School district’s bus security system serves as first line of defense for student safety and incident investigation

Video Deployment

School district’s bus security system serves as first line of defense for student safety and incident investigation

Canyons School District is located in the Southeast region of Salt Lake County, Utah. The school system serves approximately 33,900 students in 44 schools, including 29 elementary schools, eight middle schools, five high schools and several special program schools.

District Covers Many Miles

This large district covers 192 square miles, and relies on a well-coordinated bus system to transport 15,000 students daily on bus routes that cover close to 1.5 million miles a year. The district’s 200 Transportation Department employees maintain a fleet of 175 school buses that serve over 4,700 stops and 2,500 activity trips annually.

“Student safety is a top priority for us, and buses have more than their fair share of problems,” said Dean Glanville, director of technology support for Canyons School District. “Our video systems are a key piece of technology used to keep our students and drivers safe. Bullying, fights, inappropriate behavior, accidents and vandalism have all been documented with our camera systems. Video evidence is a critical piece of the puzzle that helps our principals and administrators know what happened.”

Upgrading to Open Platform Technology

After several years of dealing with an older, failing analog video system on its buses, the district needed to update the fleet. The district’s Transportation Department together with the IT Department spent two years researching technologies and best practices to find the right mobile video security system. The team ultimately specified a system that includes VMS from Milestone Systems, network cameras from Axis Communications and Sintron Technologies’ mobile server/recorder. Stone Security is the systems integration partner responsible for the implementation and maintenance of the solution.

Stone Security made sure the installation went according to Canyons School District standards: They worked around the district’s tight bus schedule, keeping the system flexible in dealing with special situations and emergencies. More than 85 of the district’s buses were installed with the new mobile video system during the summer of 2017 and the rest of the total 175 buses were upgraded in preparation for school to start at the end of 2018. In the future, when Canyons School District adds buses to its fleet, they will be outfitted with the same solution.

“Stone Security and the manufacturers have been awesome partners,” Glanville said. “We started this project after school ended in June, the same day we began to repave the bus yard. The logistics of getting old camera systems removed and new ones installed while at the same time having buses parked at many temporary locations was daunting. Stone Security handled it with grace and even finished a week ahead of schedule.”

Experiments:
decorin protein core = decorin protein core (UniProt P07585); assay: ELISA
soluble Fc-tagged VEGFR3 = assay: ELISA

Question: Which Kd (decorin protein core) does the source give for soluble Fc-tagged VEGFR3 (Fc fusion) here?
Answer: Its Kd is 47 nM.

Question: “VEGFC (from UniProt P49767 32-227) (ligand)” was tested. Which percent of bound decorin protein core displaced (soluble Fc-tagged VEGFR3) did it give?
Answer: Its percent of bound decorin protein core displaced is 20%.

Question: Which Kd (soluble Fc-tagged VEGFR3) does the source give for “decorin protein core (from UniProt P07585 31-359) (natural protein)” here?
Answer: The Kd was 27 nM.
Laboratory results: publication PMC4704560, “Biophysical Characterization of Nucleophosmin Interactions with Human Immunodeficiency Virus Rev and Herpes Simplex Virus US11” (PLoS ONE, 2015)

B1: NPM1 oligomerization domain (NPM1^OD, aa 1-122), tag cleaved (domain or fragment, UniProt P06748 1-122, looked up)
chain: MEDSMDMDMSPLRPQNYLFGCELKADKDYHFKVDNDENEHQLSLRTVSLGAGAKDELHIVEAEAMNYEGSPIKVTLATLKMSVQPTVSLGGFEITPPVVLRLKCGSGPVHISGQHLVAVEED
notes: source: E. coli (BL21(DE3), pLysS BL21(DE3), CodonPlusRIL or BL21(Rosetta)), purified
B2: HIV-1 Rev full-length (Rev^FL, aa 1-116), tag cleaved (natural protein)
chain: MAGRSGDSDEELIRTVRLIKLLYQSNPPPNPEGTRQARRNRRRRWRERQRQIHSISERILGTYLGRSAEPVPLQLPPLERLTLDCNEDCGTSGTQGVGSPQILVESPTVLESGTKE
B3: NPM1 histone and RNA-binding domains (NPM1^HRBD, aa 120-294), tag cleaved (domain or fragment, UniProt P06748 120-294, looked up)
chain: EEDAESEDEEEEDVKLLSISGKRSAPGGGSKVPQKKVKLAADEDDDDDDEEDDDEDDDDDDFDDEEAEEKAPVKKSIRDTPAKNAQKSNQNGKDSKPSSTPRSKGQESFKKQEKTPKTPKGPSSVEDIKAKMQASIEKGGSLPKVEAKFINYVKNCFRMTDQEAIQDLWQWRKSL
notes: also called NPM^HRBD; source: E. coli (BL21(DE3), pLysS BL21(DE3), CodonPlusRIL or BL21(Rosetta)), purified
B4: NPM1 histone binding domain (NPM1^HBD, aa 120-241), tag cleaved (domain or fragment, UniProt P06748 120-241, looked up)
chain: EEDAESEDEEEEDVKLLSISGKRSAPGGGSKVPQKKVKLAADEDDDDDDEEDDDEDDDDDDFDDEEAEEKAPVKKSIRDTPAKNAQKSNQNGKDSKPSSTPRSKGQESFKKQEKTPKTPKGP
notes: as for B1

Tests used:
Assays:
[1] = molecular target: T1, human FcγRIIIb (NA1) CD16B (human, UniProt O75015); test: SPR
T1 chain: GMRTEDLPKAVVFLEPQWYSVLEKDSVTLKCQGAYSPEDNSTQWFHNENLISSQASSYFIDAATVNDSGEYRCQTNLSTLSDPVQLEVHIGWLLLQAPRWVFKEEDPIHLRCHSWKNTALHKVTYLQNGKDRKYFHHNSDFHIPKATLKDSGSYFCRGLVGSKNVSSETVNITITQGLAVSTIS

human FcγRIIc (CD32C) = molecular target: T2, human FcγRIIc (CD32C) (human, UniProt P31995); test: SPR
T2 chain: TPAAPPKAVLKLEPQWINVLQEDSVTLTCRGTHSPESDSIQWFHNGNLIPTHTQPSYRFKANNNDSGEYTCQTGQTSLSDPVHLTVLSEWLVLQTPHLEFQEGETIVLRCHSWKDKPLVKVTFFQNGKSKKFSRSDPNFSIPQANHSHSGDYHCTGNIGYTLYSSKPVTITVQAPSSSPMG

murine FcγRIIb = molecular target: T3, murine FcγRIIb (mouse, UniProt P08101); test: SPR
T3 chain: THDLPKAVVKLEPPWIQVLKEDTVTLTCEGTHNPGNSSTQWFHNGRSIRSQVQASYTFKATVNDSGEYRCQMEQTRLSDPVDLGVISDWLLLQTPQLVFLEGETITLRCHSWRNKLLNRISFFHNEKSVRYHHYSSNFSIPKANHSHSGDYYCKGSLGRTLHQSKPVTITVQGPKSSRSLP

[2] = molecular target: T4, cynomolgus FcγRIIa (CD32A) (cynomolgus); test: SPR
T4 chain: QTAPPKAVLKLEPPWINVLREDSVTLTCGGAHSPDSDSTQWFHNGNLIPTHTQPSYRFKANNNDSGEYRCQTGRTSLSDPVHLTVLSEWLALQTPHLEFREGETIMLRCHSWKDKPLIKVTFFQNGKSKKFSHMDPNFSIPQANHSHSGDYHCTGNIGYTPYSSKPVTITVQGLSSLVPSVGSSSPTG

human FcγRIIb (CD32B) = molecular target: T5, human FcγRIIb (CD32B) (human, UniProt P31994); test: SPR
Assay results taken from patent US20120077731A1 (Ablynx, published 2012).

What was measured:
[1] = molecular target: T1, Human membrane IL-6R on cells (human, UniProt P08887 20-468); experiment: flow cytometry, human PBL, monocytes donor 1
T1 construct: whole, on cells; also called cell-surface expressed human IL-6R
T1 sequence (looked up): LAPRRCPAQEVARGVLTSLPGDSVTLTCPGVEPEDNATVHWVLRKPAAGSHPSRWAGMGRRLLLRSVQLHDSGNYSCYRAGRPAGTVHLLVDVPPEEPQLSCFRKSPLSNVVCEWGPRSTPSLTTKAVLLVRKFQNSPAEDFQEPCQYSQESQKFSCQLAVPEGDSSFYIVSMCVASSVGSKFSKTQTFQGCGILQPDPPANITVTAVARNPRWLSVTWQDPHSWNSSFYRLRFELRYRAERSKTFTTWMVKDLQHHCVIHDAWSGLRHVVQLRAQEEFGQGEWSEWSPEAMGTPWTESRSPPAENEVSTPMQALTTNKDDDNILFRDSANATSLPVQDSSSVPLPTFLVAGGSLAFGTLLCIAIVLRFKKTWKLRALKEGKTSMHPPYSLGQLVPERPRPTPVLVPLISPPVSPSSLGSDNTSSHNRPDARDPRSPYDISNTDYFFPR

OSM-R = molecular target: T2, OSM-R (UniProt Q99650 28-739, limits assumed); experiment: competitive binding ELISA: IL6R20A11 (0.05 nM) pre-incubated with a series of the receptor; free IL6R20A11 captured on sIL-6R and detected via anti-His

An important component of the solution is that the system must use open platform IP-based, industry-standard components. Traditional analog solutions only use proprietary cables, cameras, DVRs, etc., but the school district wanted to make sure that it moved to an open standard, so that if problems arise, it would not be locked into any vendor, and a range of expansion options would be possible.

A Connected Solution

The Canyons School District solution includes on-board two, three or four AXIS M3037-PVE 360-degree cameras per bus depending on the size of the vehicle, and a Sintron mobile recording server that is fully-customizable, ruggedized and Windows OS-based. Administrators can manage the OS, group policies, updates, and software from a centralized location with Microsoft System Center Manager.

The server includes a built-in UPS to protect it from battery drops as the engine starts and stops, as well as loss of power in the case of a vehicle accident. It provides PoE to the cameras and has options for GPS, cellular, multiple storage locations, WiFi as well as the capability to read data from a CAN-BUS network.

“We use the open platform VMS for many of our school-based systems. By also using it in our buses, it makes it easier on our Principals and Administrators because they don’t have to learn multiple systems,” Glanville said.

The open platform video management software was selected because it allows the recording server to be located on the bus and manage itself, while an interconnect add-on enables the video to be transferred from the buses anytime the they are near a school or in the main bus yard over WiFi. Operators can retrieve video in a matter of hours following an incident rather than days.

“We developed a new way to deploy the VMS for transportation,” said Andy Schreyer of Stone Security. “We’re using XProtect Expert on the buses, with XProtect Corporate in the data center, and XProtect Interconnect as the connection between the systems. We were able to craft a flexible solution that didn’t exist previously.”

Schreyer explained that video is stored redundantly within the bus both on the server as well as within the cameras. If there’s an accident that takes down the server, video from the cameras can be retrieved.

This article originally appeared in the March April 2020 issue of Campus Security & Life Safety.

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